# How the electrostatic energy of attraction is minimum in the ground state of an atom?

In the definition of the ground state of an atom, it is given that

The ground state is one in which the electrostatic energy of attraction is minimum. This state is called the ground state of the atom.

But, when the atom is in its ground state then the electron and the nucleus will be closest as compared to when they are in the excited state. Isn't it?

Then, the electrostatic force of attraction should be maximum as it is proportional to 1/r^2.

How is it a minimum? What am I missing?

• This isn't really important, but the electrostatic force and electrostatic energy are different. The force is proportional to $\frac{1}{r^2}$, while the energy is proportional to just $\frac{1}{r}$. Aug 24 '20 at 13:50
• More accurately, the energy is proportional to $-1/r$. (Yes, technically it is also proportional to $1/r$, but then the constant of proportionality is negative.) Aug 24 '20 at 15:55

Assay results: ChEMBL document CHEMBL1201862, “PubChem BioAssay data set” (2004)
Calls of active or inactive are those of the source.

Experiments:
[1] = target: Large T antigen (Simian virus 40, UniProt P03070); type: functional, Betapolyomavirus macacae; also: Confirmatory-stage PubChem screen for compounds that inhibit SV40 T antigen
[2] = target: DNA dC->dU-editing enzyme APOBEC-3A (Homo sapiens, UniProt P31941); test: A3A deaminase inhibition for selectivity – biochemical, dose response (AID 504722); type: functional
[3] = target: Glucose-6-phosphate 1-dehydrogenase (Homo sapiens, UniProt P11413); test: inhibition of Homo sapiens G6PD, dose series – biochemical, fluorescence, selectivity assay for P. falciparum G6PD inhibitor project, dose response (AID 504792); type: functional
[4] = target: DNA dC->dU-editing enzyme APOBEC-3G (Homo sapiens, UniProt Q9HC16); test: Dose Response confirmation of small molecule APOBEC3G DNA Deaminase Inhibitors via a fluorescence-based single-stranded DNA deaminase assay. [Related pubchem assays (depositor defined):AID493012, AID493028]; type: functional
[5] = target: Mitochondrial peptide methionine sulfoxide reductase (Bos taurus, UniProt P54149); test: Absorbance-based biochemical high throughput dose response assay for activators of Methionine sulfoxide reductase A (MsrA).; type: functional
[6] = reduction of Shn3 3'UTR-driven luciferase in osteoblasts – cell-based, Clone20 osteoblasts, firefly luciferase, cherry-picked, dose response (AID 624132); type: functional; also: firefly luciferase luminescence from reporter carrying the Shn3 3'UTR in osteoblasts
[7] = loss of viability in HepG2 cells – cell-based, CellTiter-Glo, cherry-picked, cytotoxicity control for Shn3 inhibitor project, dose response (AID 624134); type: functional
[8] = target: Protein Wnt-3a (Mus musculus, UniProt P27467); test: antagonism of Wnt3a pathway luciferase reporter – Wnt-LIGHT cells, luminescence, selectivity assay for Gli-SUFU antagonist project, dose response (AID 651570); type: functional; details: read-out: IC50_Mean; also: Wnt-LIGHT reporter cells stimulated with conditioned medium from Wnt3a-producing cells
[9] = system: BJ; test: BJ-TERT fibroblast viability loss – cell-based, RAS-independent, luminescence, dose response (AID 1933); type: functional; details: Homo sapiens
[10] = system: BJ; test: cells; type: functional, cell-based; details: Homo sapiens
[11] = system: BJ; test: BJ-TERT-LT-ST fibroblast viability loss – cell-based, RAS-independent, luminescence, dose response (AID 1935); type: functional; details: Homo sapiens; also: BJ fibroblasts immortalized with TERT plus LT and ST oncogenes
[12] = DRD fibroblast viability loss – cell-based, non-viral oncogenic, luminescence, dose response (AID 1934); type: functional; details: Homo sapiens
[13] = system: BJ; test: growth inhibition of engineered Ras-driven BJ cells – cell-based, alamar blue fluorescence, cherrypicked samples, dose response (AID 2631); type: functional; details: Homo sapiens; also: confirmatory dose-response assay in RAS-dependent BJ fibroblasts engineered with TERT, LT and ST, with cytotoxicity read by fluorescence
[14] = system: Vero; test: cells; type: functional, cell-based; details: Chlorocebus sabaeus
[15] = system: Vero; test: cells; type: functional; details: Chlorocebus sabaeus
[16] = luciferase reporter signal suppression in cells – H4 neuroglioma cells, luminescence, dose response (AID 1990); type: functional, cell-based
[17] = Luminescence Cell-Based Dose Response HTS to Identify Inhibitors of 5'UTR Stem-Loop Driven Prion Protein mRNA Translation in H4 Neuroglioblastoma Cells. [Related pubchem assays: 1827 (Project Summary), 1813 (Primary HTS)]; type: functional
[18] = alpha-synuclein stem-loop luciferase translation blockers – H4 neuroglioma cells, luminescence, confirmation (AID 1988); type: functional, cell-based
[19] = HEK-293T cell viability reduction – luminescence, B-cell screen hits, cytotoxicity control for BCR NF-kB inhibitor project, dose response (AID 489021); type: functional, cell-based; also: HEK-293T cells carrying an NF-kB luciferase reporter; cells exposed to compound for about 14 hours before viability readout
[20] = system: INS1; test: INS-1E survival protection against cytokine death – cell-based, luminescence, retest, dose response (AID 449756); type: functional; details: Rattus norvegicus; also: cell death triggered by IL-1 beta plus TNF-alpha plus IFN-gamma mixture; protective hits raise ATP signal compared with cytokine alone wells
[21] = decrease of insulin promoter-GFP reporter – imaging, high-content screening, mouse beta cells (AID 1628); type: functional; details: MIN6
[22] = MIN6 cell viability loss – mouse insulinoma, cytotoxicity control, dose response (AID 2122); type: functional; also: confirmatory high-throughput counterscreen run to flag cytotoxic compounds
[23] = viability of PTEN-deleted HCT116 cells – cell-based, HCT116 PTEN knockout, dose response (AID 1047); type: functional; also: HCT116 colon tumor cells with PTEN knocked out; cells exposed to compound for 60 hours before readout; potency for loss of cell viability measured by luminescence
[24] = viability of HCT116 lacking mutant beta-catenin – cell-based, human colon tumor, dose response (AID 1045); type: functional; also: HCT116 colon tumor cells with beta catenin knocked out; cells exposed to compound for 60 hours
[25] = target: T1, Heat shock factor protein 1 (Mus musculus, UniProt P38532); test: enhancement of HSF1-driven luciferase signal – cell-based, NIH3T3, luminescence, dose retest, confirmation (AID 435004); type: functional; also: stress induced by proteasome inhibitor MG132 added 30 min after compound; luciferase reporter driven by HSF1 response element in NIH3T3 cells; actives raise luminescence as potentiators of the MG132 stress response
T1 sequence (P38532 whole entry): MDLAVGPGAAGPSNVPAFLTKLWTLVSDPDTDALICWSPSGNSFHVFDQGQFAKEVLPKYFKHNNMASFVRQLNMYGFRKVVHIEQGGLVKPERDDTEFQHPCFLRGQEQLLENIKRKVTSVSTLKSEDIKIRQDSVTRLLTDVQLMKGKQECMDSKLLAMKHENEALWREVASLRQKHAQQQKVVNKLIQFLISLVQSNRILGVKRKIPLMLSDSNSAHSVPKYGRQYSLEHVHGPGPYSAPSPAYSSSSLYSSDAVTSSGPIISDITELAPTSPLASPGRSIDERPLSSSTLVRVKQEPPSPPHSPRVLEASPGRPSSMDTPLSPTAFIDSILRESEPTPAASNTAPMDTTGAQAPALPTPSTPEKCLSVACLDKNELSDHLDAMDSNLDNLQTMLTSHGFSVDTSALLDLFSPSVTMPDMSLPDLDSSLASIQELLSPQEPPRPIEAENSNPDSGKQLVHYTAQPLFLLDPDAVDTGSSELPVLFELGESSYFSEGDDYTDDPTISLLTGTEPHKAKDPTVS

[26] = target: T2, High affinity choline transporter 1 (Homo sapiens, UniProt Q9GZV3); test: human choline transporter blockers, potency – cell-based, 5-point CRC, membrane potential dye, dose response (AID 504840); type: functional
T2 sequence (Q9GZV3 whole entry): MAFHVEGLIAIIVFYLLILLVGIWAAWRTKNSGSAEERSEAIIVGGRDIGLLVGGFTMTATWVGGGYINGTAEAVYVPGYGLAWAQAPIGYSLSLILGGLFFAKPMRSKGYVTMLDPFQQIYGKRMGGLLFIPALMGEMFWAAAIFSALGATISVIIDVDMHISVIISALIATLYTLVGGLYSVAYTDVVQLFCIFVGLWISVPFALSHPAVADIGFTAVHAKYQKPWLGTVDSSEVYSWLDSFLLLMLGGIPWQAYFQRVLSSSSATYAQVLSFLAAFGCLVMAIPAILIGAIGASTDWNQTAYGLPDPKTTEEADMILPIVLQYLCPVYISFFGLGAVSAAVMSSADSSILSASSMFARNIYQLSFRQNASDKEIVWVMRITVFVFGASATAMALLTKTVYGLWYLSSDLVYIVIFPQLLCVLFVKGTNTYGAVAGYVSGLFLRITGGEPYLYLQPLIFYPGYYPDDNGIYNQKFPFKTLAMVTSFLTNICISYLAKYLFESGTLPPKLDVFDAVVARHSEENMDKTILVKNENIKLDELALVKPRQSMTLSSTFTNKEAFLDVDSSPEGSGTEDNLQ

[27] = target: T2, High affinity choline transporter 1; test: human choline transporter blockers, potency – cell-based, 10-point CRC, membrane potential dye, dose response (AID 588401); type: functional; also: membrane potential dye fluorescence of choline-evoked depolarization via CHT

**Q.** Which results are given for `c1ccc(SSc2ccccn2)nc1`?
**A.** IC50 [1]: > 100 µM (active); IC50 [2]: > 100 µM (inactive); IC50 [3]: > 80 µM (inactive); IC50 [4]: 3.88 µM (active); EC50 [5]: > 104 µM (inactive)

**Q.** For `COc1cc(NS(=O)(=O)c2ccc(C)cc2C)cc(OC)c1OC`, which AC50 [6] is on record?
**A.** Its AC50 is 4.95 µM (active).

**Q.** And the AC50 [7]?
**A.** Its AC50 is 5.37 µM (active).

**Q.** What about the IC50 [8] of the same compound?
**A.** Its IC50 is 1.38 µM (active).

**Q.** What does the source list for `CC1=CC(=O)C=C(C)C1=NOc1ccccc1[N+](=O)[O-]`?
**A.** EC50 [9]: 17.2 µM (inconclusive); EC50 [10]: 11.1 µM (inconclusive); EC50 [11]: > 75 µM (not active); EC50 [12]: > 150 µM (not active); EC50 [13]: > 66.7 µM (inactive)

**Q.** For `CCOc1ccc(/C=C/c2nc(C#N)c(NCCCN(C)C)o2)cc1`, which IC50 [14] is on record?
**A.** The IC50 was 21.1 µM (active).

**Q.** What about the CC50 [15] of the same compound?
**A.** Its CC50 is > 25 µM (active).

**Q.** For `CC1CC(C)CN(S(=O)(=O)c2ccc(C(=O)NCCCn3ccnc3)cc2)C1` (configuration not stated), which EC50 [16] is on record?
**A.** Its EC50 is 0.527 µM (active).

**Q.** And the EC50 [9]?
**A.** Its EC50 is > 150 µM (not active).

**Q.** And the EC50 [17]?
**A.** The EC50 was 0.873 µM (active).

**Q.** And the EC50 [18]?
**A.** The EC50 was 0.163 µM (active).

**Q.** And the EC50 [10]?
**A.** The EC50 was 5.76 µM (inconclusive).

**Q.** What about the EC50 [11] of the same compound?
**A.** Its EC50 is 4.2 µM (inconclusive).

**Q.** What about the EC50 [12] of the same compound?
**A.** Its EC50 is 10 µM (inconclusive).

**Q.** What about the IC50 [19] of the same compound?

Yes your thinking is correct and the electrostatic force of attraction is maximum in ground state. But that does not change the fact that electrostatic energy is minimum.

Consider this analogy:

Suppose you drop a ball from a height.It will reach the ground - its most stable state. In the ground state,its Potential Energy is minimum and the force of attraction is maximum.

Get it?

You are misinterpreting energy for force here.

Further, in general, any system has a tendency to attain least potential which is its most stable state.

P.S. If you still have any doubt,comment below.

• Keep it simple. All the OP. missed is that the energy is negative. Aug 24 '20 at 6:34

What you are missing is that the electrostatic potential energy between the nucleus and the electrons is negative. “Minimum” here means “as negative as possible”.

For example, for hydrogen the electrostatic PE in the ground state is -27.2 eV. In the first excited state it is -6.8 eV.